Celebrating the Fruits of the Season


Kabbalists in the 16th century began to celebrate the Jewish New Year for trees, Tu B'Shevat, with a seder service modeled after the Passover seder. They would bless and enjoy fruits native to the Land of Israel, and discuss concepts associated with the holiday. Today, it is becoming more and more popular today to celebrate the holiday with a seder and an informal service.

Since there is no set liturgy for the ritual and no Jewish law dictating the ritual's contents, there is a great deal of variety in Tu B'Shevat seders.

During the seder service itself, the seven species for which the Land of Israel is praised in the Bible — namely, figs, dates, pomegranates, olives, grapes or raisins, wheat and barley — generally play starring roles along side the four cups of wine. The wine can be any color or type.

Following the service itself, almost anything seems to go. The ability to be creative is one reason for the increasing popularity of such programs.

Try the recipe below for a treat on your seder table.


Baked Apples With Dried Fruit and Cherry Liqueur


  • 6 Granny Smith apples 
    1/4 cup lemon juice 
    15 dried plums or prunes (pitted) 
    15 dried apricots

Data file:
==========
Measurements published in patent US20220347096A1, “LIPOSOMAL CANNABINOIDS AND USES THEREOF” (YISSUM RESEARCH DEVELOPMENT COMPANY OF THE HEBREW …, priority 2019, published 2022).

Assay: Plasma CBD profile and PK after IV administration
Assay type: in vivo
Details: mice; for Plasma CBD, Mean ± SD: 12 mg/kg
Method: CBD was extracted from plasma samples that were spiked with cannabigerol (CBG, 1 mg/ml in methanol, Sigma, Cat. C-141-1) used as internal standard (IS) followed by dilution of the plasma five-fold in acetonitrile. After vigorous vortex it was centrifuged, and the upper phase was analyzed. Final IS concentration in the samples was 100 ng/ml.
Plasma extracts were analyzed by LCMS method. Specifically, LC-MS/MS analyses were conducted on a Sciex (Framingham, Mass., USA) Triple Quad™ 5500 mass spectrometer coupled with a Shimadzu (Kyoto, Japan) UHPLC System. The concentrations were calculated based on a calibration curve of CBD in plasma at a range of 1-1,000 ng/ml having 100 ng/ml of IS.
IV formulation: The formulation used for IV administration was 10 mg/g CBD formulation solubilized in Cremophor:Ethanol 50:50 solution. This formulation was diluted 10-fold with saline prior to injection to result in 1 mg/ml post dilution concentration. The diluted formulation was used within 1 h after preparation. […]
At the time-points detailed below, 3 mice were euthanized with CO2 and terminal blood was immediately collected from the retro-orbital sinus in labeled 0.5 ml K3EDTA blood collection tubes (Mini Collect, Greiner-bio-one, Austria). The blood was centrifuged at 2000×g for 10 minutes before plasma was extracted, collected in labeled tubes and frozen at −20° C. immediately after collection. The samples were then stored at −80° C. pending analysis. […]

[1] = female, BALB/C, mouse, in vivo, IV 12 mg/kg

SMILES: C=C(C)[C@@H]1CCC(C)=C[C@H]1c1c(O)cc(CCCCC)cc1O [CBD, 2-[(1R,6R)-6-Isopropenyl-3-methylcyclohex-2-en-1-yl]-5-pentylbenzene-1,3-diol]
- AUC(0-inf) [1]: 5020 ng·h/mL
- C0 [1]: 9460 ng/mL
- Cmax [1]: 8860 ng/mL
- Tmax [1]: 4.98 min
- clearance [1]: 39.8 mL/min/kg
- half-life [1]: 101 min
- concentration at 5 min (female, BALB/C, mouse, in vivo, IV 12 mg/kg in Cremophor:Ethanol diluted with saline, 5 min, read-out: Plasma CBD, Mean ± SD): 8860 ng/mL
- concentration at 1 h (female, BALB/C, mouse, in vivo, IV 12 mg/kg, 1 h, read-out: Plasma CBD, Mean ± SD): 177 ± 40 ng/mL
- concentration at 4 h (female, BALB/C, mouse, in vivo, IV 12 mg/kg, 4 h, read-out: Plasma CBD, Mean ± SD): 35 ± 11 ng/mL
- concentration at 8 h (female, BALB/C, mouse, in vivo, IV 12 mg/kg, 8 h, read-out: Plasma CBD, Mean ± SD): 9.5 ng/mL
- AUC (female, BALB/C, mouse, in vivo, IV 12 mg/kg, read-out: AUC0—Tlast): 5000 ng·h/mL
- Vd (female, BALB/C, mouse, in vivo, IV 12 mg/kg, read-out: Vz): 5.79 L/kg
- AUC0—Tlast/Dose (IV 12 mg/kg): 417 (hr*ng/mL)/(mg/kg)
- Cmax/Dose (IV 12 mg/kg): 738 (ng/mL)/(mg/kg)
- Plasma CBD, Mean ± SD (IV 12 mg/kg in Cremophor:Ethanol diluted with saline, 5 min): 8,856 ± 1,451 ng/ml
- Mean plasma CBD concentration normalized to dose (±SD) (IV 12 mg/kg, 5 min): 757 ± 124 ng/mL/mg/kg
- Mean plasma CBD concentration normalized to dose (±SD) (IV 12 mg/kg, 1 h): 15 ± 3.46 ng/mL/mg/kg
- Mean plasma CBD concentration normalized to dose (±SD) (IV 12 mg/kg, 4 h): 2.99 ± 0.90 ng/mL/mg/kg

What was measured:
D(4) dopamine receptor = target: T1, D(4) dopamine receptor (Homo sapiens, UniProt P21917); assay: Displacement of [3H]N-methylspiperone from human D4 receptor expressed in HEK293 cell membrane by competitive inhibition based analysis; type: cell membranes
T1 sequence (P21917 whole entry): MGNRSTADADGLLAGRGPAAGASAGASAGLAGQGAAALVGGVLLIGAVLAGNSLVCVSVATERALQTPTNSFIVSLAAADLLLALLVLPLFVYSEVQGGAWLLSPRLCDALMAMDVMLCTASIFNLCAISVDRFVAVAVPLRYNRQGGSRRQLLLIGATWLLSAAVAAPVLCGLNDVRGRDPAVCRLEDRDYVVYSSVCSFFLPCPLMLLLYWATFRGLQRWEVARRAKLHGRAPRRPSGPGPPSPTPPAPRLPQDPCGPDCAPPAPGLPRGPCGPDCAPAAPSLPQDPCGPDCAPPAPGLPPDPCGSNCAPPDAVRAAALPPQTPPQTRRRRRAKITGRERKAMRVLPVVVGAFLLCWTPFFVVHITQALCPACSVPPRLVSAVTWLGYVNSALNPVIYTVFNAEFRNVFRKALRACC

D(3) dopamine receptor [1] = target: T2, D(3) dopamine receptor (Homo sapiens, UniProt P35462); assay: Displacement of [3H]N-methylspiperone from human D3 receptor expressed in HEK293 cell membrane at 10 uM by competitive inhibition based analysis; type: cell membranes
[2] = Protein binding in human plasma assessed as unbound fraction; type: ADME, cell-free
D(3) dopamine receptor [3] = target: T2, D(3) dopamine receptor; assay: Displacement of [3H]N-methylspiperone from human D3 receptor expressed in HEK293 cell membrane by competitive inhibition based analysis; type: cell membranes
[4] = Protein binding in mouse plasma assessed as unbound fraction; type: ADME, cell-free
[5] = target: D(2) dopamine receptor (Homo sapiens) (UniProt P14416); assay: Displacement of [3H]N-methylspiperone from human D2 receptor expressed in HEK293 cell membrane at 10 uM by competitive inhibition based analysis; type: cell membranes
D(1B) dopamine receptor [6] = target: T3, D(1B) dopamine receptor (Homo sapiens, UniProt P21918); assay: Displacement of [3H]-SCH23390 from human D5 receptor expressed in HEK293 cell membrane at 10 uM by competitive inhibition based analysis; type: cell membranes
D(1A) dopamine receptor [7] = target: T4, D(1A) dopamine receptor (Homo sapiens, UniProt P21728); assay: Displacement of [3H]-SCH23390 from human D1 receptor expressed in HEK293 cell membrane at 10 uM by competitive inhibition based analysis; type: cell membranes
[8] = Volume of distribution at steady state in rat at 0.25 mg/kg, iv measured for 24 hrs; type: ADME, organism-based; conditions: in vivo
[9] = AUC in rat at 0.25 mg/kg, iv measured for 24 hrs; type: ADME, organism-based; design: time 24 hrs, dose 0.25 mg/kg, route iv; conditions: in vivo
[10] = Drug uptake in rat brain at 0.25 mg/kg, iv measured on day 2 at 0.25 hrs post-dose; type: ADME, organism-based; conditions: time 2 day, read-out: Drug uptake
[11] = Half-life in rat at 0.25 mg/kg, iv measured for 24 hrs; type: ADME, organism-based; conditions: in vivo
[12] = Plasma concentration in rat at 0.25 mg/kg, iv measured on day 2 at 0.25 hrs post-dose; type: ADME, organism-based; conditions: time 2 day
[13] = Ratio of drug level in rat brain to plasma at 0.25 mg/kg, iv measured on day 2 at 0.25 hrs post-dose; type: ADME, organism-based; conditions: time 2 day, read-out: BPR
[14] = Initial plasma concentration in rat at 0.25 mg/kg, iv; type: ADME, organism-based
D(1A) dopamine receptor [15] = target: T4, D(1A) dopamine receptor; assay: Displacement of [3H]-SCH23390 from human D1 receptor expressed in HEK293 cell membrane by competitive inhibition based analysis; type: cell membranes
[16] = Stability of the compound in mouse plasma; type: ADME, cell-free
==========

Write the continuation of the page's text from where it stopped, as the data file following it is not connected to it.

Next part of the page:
3 Tbsps. sugar 
    1/2 tsp. cinnamon 
    1 cup wine, semi-dry red 
    1/2 cup cherry liqueur 
    1/2 cup water

Preheat oven to 350°.

Wash and peel the apples. Core them, leaving about a 1/2 -inch on the bottom. Pour the lemon juice over the apples.

Put a prune inside each apple. Turn over so that the hole with the prune inside is facing down, and place the apples (prune-side down) in a 11/2-quart baking dish.

Sprinkle the other prunes and apricots around the apples in the dish.

In a bowl, mix the sugar, cinnamon, wine, liqueur and water. Pour this mixture over the apples.

Bake the apples for approximately 30 minutes, then baste the apples. Turn the apples over so that the prune is now on top of the apple. Bake for another 30 minutes, or until the apples are soft when pierced with a fork.

Serve warm or cold.

Recipe comes courtesy of www.aboutjudaism.com.


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